type 2

Not Always Consistent

The past few days I’ve not Ben getting much of anything done; I’ve irritated my back somehow and haven’t been very active in any aspect. I’m having a tough time even concentrating to work on Sunday’s lesson. So, I thought I’d burn a few minutes this afternoon with an attempt, hopefully not a terrible one, at a post.

This past Sunday I had another “event” as I was teaching a lesson on the parable of the wheat and the tares. About 15 minutes into the lesson I began to fell off- sweaty, “cotton” mouth-thirsty, a bit disoriented, and having trouble speaking clearly. I remembered these symptoms being on a fact sheet my FNP gave me pointing toward hyperglycemia, high BG. I the past I’ve had hypoglycemic, low BG, episodes and they always have similar symptoms: shakiness, cold sweats, and at times a slightly nauseous feeling. I assumed I was having a hyperglycemic event and pushed on.

That day we had an appreciation dinner for our pastor after church. I also forgot my meter at home that day. This meant I couldn’t check my BG to be sure of the cause, or check it at all, for several hours. I ate safety at the dinner, avoiding many carbs with extra vigilance.

I posed the question on the diabetes support form I’ve become a member of, along with more details of the day, food I’d had, etcetera, hoping to get some experienced advice from the group. And the folks there didn’t disappoint!

What I knew, that without the meter to test, it was impossible to say for sure the cause of what happened was confirmed. But I also learned that hypoglycemic incidents can have the same symptoms as hyperglycemic ones and the majority of the “veterans” thought I was experiencing a low, not high, event. This really surprised me, especially since my past experience didn’t align with that – or did it?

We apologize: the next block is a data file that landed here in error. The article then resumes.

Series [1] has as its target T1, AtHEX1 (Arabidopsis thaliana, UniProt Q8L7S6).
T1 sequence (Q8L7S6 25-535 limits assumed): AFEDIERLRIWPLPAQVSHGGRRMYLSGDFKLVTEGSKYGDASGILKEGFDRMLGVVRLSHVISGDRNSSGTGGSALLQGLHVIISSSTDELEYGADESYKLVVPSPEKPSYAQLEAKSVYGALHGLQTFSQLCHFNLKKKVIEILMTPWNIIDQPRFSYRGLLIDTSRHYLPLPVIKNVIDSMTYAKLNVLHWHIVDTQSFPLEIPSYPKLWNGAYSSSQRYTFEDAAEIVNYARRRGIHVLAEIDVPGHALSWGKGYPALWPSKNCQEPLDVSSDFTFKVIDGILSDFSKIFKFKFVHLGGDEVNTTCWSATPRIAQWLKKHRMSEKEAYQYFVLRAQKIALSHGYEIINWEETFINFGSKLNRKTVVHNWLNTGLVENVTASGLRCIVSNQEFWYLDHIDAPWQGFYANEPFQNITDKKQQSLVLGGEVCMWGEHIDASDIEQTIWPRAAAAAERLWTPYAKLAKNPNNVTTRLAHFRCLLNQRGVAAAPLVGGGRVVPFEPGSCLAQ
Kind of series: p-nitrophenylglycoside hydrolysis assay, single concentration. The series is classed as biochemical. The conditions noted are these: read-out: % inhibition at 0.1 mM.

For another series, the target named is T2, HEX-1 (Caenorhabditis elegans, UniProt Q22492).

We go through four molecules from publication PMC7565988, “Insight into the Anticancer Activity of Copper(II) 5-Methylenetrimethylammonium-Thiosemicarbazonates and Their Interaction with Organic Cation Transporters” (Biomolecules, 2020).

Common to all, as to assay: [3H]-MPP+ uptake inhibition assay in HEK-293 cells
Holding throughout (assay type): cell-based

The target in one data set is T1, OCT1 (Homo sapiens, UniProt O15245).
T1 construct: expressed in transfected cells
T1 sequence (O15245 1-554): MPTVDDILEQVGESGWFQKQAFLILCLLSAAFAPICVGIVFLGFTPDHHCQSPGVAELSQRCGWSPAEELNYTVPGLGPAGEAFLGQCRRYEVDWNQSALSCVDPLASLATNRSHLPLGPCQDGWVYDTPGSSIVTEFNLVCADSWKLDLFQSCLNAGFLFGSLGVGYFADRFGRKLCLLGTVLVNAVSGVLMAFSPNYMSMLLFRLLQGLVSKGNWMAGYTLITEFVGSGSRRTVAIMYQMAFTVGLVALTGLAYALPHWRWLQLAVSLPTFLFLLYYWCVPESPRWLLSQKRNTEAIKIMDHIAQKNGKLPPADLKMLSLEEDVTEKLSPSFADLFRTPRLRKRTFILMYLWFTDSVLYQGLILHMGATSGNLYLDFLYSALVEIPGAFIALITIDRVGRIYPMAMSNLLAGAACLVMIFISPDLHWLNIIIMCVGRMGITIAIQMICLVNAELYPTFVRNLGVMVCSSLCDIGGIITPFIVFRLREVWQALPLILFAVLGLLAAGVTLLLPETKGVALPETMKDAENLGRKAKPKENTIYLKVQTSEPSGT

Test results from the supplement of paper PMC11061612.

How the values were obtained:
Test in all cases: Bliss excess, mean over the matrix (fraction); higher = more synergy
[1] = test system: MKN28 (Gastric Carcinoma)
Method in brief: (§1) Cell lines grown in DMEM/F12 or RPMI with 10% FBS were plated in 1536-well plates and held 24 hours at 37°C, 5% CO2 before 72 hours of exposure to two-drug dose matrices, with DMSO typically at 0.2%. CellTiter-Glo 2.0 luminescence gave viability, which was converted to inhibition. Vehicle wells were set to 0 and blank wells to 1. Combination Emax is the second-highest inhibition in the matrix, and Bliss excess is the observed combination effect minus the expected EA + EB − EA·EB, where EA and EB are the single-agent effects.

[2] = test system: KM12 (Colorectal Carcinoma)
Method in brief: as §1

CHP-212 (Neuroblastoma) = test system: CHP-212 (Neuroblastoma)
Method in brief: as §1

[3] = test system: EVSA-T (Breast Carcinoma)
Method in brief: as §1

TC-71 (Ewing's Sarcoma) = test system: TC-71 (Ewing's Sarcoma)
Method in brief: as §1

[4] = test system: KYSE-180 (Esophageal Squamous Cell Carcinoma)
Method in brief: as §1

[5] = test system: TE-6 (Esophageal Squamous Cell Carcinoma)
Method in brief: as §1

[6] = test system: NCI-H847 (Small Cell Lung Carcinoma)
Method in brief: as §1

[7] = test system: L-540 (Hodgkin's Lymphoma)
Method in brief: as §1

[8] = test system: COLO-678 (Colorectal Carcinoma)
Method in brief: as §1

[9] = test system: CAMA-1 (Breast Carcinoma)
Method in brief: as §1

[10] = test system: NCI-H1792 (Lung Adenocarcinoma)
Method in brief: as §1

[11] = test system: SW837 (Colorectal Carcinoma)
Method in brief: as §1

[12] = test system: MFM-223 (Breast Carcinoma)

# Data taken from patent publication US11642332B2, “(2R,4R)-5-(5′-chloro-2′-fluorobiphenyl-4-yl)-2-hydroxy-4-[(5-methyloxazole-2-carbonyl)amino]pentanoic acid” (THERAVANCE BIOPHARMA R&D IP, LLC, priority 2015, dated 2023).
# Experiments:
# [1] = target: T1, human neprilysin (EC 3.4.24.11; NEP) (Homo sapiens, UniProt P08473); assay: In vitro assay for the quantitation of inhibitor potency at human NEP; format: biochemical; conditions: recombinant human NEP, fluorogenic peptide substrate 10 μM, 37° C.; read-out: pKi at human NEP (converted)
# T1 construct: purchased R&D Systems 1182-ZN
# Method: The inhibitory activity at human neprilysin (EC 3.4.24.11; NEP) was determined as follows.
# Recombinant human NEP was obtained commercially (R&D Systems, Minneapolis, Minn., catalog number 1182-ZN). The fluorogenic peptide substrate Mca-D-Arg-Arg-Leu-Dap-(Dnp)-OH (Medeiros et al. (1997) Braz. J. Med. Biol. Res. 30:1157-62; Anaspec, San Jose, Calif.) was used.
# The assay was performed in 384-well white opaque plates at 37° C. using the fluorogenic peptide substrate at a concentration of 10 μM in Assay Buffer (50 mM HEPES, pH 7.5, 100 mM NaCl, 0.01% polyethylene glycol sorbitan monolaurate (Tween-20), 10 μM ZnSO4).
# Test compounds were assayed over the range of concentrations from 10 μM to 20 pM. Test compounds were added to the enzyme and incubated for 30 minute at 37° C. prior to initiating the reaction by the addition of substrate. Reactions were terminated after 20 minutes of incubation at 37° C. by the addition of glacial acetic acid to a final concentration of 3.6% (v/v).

After thinking long and hard about it, I realized the last time I’d had a low the symptoms were almost exactly the same as the ones I had this past Sunday. It seems that depending on a number of factors, there aren’t necessarily any constant in how one will feel during a low; you might feel one way one time and very differently the next. This unwelcome news is very unpleasant for me to learn; I was hoping “experience” would help me to predict what might be happening to my body, but that’s not the case. I can learn how foods effect me and mostly count on that, but it ends there pretty much.

At least I know now that for a type 2 diabetic lows are much more common than highs and I should be safe and treat anomalies as lows if I have no way to test. And nearly as important, maybe more so really, it was reinforced how important taking that meter with me is. It’s a shame that I can’t store an extra meter and strips in the truck (like I do with a package of glucose tabs and peanut butter packet) so I don’t have to be concerned with forgetting it. But the meter and strips, especially the strips, aren’t made to withstand the fluctuations of being left inside a vehicle for any amount of time. I reckon that the more time I “log” as a T2 the apt I’ll be to forget my essentials behind when I’m on the road.

One Week Experiment Results

My one week of no Glyburide has concluded and it is with happiness I report the results are good. I experienced no abnormally low readings all week, one high that I should’ve anticipated, and felt much better overall. I plan to take my charts with me to my next doctors visit and explain my test, results and the reasons I’m dropping the medication. I doubt there will be anything positive she can illuminate me with to change my mind but I will listen.

The only downside to the week was feeling so much better and having extra energy I’m not used to having that I over did it on two days this week, making the following two days non-productive. But that’s a good problem to have to relearn to live with compared to nearly passing out from just showering, for example!

You can compare this week’s chart to the one I posted last week to really see the dramatic difference. IMG_0419-0.JPG